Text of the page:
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    August 07, 2015

    The Bangladeshi authorities must send a strong message that killings aimed at silencing dissenting voices are despicable and will not be tolerated, Amnesty International said in reaction to the news that blogger Niloy Neel was hacked to death at his home in the capital Dhaka today.

    Known for his secularist views, he is the fourth blogger to meet such a brutal fate at the hands of machete-wielding groups this year.

    “This spate of savage killings must end here. There is little doubt that these especially brutal killings are designed to sow fear and to have a chilling effect on free speech. This is unacceptable,” said David Griffiths, South Asia Research Director at Amnesty International.

    “The price for holding opinions and expressing them freely must not be death. The Bangladeshi authorities now have an urgent duty to make clear that no more attacks like this will be tolerated.

    “Thorough, effective, independent and impartial investigations must be carried out promptly to ensure that all those responsible are brought to justice in fair trials without recourse to the death penalty.”

    August 06, 2015

    Amnesty International Ireland 

    Ireland must repeal the 8th amendment – Amnesty International global delegates call for change

    Today in Dublin, Amnesty International activists from around the world staged a protest against Ireland’s restrictive abortion laws outside the Department of the Taoiseach (Prime Minister). Delegates brought 80 suitcases to signify the number of Irish women and girls who travel abroad each and every week to access a safe and legal abortion.

    Their reasons for seeking an abortion vary; some are survivors of rape, some are carrying a foetus with a severe or fatal impairment, some have serious health conditions, some make the decision for economic or other reasons. But all of them are left with no option other than to travel to another jurisdiction.

    Executive Director of Amnesty International Ireland, Colm O’Gorman said: “Every year 4,000 Irish women and girls travel abroad for an abortion. Since 1971, at least 177,000 women and girls have had to leave Ireland to seek an abortion. The true figure may in fact be higher but this is a staggering number.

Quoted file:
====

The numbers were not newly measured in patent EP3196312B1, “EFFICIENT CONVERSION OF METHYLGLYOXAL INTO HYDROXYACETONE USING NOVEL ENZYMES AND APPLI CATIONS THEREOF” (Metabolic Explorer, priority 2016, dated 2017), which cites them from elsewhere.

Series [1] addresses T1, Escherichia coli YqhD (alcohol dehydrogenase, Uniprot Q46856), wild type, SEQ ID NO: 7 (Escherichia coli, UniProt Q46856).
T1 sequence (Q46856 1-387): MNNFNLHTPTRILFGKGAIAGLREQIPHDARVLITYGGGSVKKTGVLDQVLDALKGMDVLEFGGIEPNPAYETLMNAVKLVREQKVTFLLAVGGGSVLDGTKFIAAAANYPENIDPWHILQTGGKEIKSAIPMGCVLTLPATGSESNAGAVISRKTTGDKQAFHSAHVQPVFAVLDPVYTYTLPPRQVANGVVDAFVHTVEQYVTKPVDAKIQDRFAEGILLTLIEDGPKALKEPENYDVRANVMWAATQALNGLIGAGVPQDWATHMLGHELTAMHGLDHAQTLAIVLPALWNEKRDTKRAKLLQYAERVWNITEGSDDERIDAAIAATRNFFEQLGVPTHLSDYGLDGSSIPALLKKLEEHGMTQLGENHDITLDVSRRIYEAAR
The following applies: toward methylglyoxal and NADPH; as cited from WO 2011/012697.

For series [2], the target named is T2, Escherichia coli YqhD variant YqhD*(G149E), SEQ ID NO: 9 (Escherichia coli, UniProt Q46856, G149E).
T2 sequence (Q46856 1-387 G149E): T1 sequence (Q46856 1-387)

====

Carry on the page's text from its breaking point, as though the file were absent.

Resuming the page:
August 05, 2015

    European governments must do more to provide safe and legal ways for people in need of protection to enter the European Union (EU), rather than risking their lives at sea in their thousands, Amnesty International said as a massive search-and-rescue operation got under way in the central Mediterranean earlier today.

    Media reports say hundreds of people are feared lost at sea after a fishing boat, which carried an estimated 600 people, capsized off the Libyan port of Zuwara. According to official sources, 373 people have been rescued and 25 bodies were retrieved so far. Rescue operations, carried out with the participation of vessels from various countries as well as NGOs Médecins Sans Frontières (MSF) ýand Migrant Offshore Aid Station (MOAS), are ongoing and will continue overnight.

    “People are still crossing the central Mediterranean in their thousands almost every week to seek safety and better lives in Europe, so fatal incidents at sea are going to remain a tragic reality,” said Denis Krivosheev, Deputy Europe and Central Asia Director at Amnesty International.

    August 04, 2015

    Pakistan must immediately impose a moratorium on the death penalty after the execution of a man who was below 18 years old at the time of the crime, according to his lawyers, and who was tortured into a “confession” by police, Amnesty International said.

    Shafqat Hussain, who was sentenced to death for kidnapping and involuntary manslaughter in 2004, was this morning hanged in Karachi Central Jail. He was convicted under the Anti-Terrorism Act of Pakistan despite no known links to any terrorist organisation. His execution had been stayed four times since Pakistan lifted the moratorium on executions in December 2014.

    “This is another deeply sad day for Pakistan. A man whose age remains disputed and whose conviction was built around torture has now paid with his life – and for a crime for which the death penalty cannot be imposed under international law,” said David Griffiths, Amnesty International’s South Asia Research Director.

    July 24, 2015

    The release of at least 200 prisoners is a welcome step forward for human rights in Gambia, but should go further to release other prisoners of conscience still detained in the country, Amnesty International said today.

    President Yahya Jammeh has this afternoon released at least 200 prisoners, following his promise made during a speech marking his 21 year anniversary in power on Wednesday. These include numerous prisoners jailed for treason, drug offences and corruption, a former director of the National Intelligence Agency, Lamin Bo Badjie, former Justice minister Momodou Lamin Jobarteh and former police chief Ensa Badjie. Many family members of people accused of being involved in December 2014’s attempted coup d’état were also released, after nearly six months in detention.